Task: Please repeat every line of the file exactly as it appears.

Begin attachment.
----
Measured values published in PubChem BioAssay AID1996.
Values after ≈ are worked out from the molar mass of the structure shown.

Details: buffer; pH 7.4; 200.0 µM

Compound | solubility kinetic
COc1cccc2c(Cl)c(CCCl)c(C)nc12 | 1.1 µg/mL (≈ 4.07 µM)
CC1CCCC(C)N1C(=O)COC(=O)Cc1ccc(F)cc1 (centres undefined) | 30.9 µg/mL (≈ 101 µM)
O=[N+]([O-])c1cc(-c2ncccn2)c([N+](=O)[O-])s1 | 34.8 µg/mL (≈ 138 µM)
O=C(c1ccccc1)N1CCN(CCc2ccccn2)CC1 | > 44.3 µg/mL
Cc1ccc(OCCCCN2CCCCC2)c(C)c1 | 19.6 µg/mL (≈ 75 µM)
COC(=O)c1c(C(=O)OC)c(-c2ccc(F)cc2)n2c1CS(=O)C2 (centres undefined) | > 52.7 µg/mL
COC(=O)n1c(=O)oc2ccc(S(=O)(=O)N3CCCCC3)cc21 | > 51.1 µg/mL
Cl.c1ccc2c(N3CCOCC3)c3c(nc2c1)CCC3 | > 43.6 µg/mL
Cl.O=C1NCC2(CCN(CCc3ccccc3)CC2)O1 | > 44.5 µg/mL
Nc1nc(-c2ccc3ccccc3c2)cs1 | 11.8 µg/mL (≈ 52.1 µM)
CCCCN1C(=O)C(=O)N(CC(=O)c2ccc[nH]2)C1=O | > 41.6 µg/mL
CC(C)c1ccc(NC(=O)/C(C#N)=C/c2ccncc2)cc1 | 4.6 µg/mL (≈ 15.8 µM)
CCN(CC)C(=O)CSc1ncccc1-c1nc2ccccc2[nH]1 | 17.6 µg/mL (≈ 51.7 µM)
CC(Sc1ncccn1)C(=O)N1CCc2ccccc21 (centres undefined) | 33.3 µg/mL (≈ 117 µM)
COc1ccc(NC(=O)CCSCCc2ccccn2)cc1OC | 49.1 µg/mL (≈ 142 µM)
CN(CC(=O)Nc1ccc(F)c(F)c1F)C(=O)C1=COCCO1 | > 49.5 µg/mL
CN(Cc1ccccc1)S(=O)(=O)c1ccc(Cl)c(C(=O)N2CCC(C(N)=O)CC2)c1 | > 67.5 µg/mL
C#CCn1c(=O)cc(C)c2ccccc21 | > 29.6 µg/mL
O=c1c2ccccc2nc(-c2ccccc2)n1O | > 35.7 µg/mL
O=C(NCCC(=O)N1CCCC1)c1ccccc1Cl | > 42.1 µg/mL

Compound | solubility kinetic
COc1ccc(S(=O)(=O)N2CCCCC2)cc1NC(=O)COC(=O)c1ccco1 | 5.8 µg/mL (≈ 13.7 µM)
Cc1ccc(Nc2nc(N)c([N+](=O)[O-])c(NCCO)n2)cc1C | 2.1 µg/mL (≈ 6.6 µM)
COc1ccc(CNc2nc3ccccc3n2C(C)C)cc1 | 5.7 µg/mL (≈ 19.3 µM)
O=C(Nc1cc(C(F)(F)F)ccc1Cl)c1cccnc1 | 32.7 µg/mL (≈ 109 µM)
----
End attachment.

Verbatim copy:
Measured values published in PubChem BioAssay AID1996.
Values after ≈ are worked out from the molar mass of the structure shown.

Details: buffer; pH 7.4; 200.0 µM

Compound | solubility kinetic
COc1cccc2c(Cl)c(CCCl)c(C)nc12 | 1.1 µg/mL (≈ 4.07 µM)
CC1CCCC(C)N1C(=O)COC(=O)Cc1ccc(F)cc1 (centres undefined) | 30.9 µg/mL (≈ 101 µM)
O=[N+]([O-])c1cc(-c2ncccn2)c([N+](=O)[O-])s1 | 34.8 µg/mL (≈ 138 µM)
O=C(c1ccccc1)N1CCN(CCc2ccccn2)CC1 | > 44.3 µg/mL
Cc1ccc(OCCCCN2CCCCC2)c(C)c1 | 19.6 µg/mL (≈ 75 µM)
COC(=O)c1c(C(=O)OC)c(-c2ccc(F)cc2)n2c1CS(=O)C2 (centres undefined) | > 52.7 µg/mL
COC(=O)n1c(=O)oc2ccc(S(=O)(=O)N3CCCCC3)cc21 | > 51.1 µg/mL
Cl.c1ccc2c(N3CCOCC3)c3c(nc2c1)CCC3 | > 43.6 µg/mL
Cl.O=C1NCC2(CCN(CCc3ccccc3)CC2)O1 | > 44.5 µg/mL
Nc1nc(-c2ccc3ccccc3c2)cs1 | 11.8 µg/mL (≈ 52.1 µM)
CCCCN1C(=O)C(=O)N(CC(=O)c2ccc[nH]2)C1=O | > 41.6 µg/mL
CC(C)c1ccc(NC(=O)/C(C#N)=C/c2ccncc2)cc1 | 4.6 µg/mL (≈ 15.8 µM)
CCN(CC)C(=O)CSc1ncccc1-c1nc2ccccc2[nH]1 | 17.6 µg/mL (≈ 51.7 µM)
CC(Sc1ncccn1)C(=O)N1CCc2ccccc21 (centres undefined) | 33.3 µg/mL (≈ 117 µM)
COc1ccc(NC(=O)CCSCCc2ccccn2)cc1OC | 49.1 µg/mL (≈ 142 µM)
CN(CC(=O)Nc1ccc(F)c(F)c1F)C(=O)C1=COCCO1 | > 49.5 µg/mL
CN(Cc1ccccc1)S(=O)(=O)c1ccc(Cl)c(C(=O)N2CCC(C(N)=O)CC2)c1 | > 67.5 µg/mL
C#CCn1c(=O)cc(C)c2ccccc21 | > 29.6 µg/mL
O=c1c2ccccc2nc(-c2ccccc2)n1O | > 35.7 µg/mL
O=C(NCCC(=O)N1CCCC1)c1ccccc1Cl | > 42.1 µg/mL

Compound | solubility kinetic
COc1ccc(S(=O)(=O)N2CCCCC2)cc1NC(=O)COC(=O)c1ccco1 | 5.8 µg/mL (≈ 13.7 µM)
Cc1ccc(Nc2nc(N)c([N+](=O)[O-])c(NCCO)n2)cc1C | 2.1 µg/mL (≈ 6.6 µM)
COc1ccc(CNc2nc3ccccc3n2C(C)C)cc1 | 5.7 µg/mL (≈ 19.3 µM)
O=C(Nc1cc(C(F)(F)F)ccc1Cl)c1cccnc1 | 32.7 µg/mL (≈ 109 µM)